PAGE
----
Since 1973, 228 people under the age of 18 have been sentenced
to the death penalty, and this month there are 72 juvenile
offenders in 12 states who are facing execution.

The United States is the only country in the world that still
sentences minors to death. Several other countries, such as China,
Iran, Pakistan and Saudi Arabia have executed juveniles in recent
years, but all have since renounced the practice.

The constitutionality of the juvenile death penalty came under
fire in the U.S. Supreme Court last week, as justices heard the
case Roper v. Simmons. Chris Simmons is a Missouri man convicted of
kidnapping and killing a woman in 1993 at the age of 17. The fates
of other juvenile inmates on death row, as well as the fate of the
juvenile death penalty itself, ride on the decision that should
come before the end of this year.

In connection with this landmark case, the University chapter of
the American Civil Liberties Union yesterday hosted a lecture by
Victor Streib, a Northern Ohio University law professor and expert
on the death penalty. Streib, who testified before the court last
week, has spent more than 20 years researching the death penalty
and its implications for juvenile offenders.

Previous Supreme Court decisions have set the minimum age for
the death penalty at 16. Streib said this age limit is ironic
because “juveniles are denied adult rights and
responsibilities throughout the law.”

“Underage (teens) can’t drive, vote, marry, contract
or play church bingo,” Streib said.

Six states which currently allow the juvenile death penalty have
argued that age does not determine moral culpability, or
responsibility under the law, saying in a court brief, “the
arbitrary age of 18 … does not define one’s character,
judgment, maturity, personal responsibility or moral
guilt.”

These states have also argued that cases should be examined on
an individual basis, and the court should not make blanket rulings
on all older teens.

In a separate brief filed in the case, Justice For All, a
pro-death penalty group based in Houston, Texas, said
“executing (Simmons) is not cruel and unusual punishment
because he specifically knew it was wrong to kill, understood the
consequences of his actions and nevertheless committed a horrific
premeditated murder.”

Streib refuted these points, arguing that the Missouri case
against Simmons showed that the murder was an impulse, rather than
premeditated, murder. Streib said in almost all cases in which a
juvenile commits murder, it is based on impulse.

Another main argument used by pro-death penalty groups is that
the death penalty is a deterrent of crime — discouraging
potential young killers from killing because should they get
caught, they may face the death penalty.

In his lecture, Streib noted studies showing that adolescents
are more deterred by the prospect of “rotting in
prison” through life without parole than they are by the
death penalty. “Deterrance is also irrelevant to adolescents,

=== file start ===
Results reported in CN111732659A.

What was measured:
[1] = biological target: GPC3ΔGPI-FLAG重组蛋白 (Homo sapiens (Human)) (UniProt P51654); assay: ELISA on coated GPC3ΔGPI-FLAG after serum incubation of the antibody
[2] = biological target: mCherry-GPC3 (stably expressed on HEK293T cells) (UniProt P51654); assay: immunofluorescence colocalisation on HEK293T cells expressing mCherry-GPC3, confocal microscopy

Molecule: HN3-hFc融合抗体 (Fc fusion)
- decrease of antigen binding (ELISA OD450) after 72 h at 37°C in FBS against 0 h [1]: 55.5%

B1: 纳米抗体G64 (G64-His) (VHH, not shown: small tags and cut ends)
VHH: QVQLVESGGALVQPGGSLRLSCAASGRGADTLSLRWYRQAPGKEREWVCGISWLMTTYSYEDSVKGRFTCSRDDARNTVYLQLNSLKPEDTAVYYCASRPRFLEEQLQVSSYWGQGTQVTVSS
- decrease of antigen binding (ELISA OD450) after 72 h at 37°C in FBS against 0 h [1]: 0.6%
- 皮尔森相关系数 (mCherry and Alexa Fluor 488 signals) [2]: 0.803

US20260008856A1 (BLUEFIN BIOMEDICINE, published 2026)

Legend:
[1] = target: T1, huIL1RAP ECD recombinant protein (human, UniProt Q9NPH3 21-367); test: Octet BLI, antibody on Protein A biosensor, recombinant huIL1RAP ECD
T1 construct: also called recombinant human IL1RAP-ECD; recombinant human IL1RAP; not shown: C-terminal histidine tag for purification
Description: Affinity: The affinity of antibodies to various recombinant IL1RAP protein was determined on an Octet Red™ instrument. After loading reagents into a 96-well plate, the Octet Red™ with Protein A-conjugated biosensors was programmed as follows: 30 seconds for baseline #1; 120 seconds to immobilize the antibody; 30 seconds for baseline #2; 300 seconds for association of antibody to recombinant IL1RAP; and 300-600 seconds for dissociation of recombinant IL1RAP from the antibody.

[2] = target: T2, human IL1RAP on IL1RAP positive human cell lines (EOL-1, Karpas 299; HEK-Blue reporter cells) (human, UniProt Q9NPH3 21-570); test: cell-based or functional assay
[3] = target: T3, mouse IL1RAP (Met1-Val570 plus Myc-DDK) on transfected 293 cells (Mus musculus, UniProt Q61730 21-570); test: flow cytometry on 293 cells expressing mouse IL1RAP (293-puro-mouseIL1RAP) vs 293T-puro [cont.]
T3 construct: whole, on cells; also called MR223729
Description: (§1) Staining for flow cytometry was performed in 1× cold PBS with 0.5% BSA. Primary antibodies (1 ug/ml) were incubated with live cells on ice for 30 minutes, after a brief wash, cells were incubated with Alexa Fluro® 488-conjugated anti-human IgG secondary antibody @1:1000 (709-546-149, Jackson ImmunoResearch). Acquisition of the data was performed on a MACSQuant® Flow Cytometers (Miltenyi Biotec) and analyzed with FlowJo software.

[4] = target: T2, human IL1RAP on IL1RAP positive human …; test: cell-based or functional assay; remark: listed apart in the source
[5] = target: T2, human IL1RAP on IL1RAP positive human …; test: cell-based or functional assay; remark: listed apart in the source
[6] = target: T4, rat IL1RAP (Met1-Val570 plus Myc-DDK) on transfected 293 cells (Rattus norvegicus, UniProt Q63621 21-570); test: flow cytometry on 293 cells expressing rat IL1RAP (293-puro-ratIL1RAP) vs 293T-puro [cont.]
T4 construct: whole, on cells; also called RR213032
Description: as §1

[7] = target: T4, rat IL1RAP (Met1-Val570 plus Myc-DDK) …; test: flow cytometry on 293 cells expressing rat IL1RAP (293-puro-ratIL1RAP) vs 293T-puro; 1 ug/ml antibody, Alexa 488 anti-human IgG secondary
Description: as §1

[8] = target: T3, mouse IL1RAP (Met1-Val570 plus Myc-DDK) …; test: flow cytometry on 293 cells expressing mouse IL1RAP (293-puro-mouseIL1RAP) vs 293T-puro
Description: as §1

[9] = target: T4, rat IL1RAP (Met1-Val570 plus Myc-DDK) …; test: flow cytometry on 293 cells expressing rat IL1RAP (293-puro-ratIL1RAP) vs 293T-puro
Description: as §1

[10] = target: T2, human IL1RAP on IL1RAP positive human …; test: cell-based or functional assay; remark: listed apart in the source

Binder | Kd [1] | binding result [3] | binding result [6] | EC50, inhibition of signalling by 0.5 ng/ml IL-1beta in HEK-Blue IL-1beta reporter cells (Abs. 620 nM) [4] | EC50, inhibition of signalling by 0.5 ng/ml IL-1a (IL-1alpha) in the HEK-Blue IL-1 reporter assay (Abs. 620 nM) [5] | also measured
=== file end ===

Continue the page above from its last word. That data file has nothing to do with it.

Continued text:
since they do not plan their actions or engage in cost-benefit
analyses,” Streib said.

Simmons was 17 when he was indicted and was consequently
convicted and sentenced to death. The Missouri Supreme Court ruled
in August 2003 to re-sentence Simmons to life without parole. The
court said that because Simmons was under 18, his execution would
violate the “evolving standards of decency,” which
defines cruel and unusual punishment by gauging the mood of
national law.

The Missouri state attorney then petitioned the U.S. Supreme
Court to hear the case.

Streib said along with the drop of juvenile death sentencing
— only two juveniles were sentenced in 2004 — the
actual number of juvenile executions has dropped from five in
1999-2000, to four in 2001-2002 and only one in 2003-2004.
“Prosecutors appear to be less willing to bring capital
charges in juvenile cases,” Streib said.

International law has also been called into question, as the
United States is the only country in the world where the death
penalty is legal for people under 18. While the Court is split on
whether to acknowledge international law as a factor for shaping
domestic constitutional standards, this argument will certainly be
a factor in the final decision, Streib said.

While Streib said it is “foolish to try to predict the
Court’s decisions,” he and other organizers of the
lecture anticipate a 6-3 decision in favor of Simmons to
effectively overthrow the juvenile death penalty. Many justices
have expressed opinions in the past on this issue, with Sandra Day
O’Connor representing an important swing vote that could sway
the decision.

Although the death penalty has not been legal in Michigan since
1846, University students still feel strongly about the issue.

Bob Koch, a second-year law student, said, “It’s
easy to lose sight of the importance of this issue here at Michigan
since this state hasn’t executed somebody in over 100 years.
But this school produced national leaders, and in this country
reral juveniles face real execution, and that’s a real
problem that we have to face.

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